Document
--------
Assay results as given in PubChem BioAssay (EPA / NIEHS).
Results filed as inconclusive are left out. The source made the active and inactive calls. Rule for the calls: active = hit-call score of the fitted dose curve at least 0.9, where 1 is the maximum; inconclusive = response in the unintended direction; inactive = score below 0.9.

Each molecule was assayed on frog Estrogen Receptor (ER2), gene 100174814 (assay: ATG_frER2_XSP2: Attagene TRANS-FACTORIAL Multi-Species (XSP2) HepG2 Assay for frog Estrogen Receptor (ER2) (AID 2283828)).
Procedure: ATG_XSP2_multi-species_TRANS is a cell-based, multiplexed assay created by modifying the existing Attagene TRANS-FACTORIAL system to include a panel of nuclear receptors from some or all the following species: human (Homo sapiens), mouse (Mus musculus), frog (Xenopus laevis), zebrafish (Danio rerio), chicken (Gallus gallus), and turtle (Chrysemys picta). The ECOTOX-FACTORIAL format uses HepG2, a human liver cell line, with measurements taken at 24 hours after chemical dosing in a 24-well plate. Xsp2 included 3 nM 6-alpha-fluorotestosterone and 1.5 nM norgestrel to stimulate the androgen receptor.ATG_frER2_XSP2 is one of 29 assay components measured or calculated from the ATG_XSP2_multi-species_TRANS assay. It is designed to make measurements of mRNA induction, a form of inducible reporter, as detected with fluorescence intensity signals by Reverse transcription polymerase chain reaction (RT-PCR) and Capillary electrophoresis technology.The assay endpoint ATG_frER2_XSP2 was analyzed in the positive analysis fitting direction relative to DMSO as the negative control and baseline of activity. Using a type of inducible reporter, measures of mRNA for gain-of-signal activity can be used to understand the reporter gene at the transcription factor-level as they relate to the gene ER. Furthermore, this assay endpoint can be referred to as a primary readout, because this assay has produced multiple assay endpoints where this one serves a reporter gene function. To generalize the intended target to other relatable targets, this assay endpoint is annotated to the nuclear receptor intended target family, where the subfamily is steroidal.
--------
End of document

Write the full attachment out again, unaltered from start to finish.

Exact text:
Assay results as given in PubChem BioAssay (EPA / NIEHS).
Results filed as inconclusive are left out. The source made the active and inactive calls. Rule for the calls: active = hit-call score of the fitted dose curve at least 0.9, where 1 is the maximum; inconclusive = response in the unintended direction; inactive = score below 0.9.

Each molecule was assayed on frog Estrogen Receptor (ER2), gene 100174814 (assay: ATG_frER2_XSP2: Attagene TRANS-FACTORIAL Multi-Species (XSP2) HepG2 Assay for frog Estrogen Receptor (ER2) (AID 2283828)).
Procedure: ATG_XSP2_multi-species_TRANS is a cell-based, multiplexed assay created by modifying the existing Attagene TRANS-FACTORIAL system to include a panel of nuclear receptors from some or all the following species: human (Homo sapiens), mouse (Mus musculus), frog (Xenopus laevis), zebrafish (Danio rerio), chicken (Gallus gallus), and turtle (Chrysemys picta). The ECOTOX-FACTORIAL format uses HepG2, a human liver cell line, with measurements taken at 24 hours after chemical dosing in a 24-well plate. Xsp2 included 3 nM 6-alpha-fluorotestosterone and 1.5 nM norgestrel to stimulate the androgen receptor.ATG_frER2_XSP2 is one of 29 assay components measured or calculated from the ATG_XSP2_multi-species_TRANS assay. It is designed to make measurements of mRNA induction, a form of inducible reporter, as detected with fluorescence intensity signals by Reverse transcription polymerase chain reaction (RT-PCR) and Capillary electrophoresis technology.The assay endpoint ATG_frER2_XSP2 was analyzed in the positive analysis fitting direction relative to DMSO as the negative control and baseline of activity. Using a type of inducible reporter, measures of mRNA for gain-of-signal activity can be used to understand the reporter gene at the transcription factor-level as they relate to the gene ER. Furthermore, this assay endpoint can be referred to as a primary readout, because this assay has produced multiple assay endpoints where this one serves a reporter gene function. To generalize the intended target to other relatable targets, this assay endpoint is annotated to the nuclear receptor intended target family, where the subfamily is steroidal.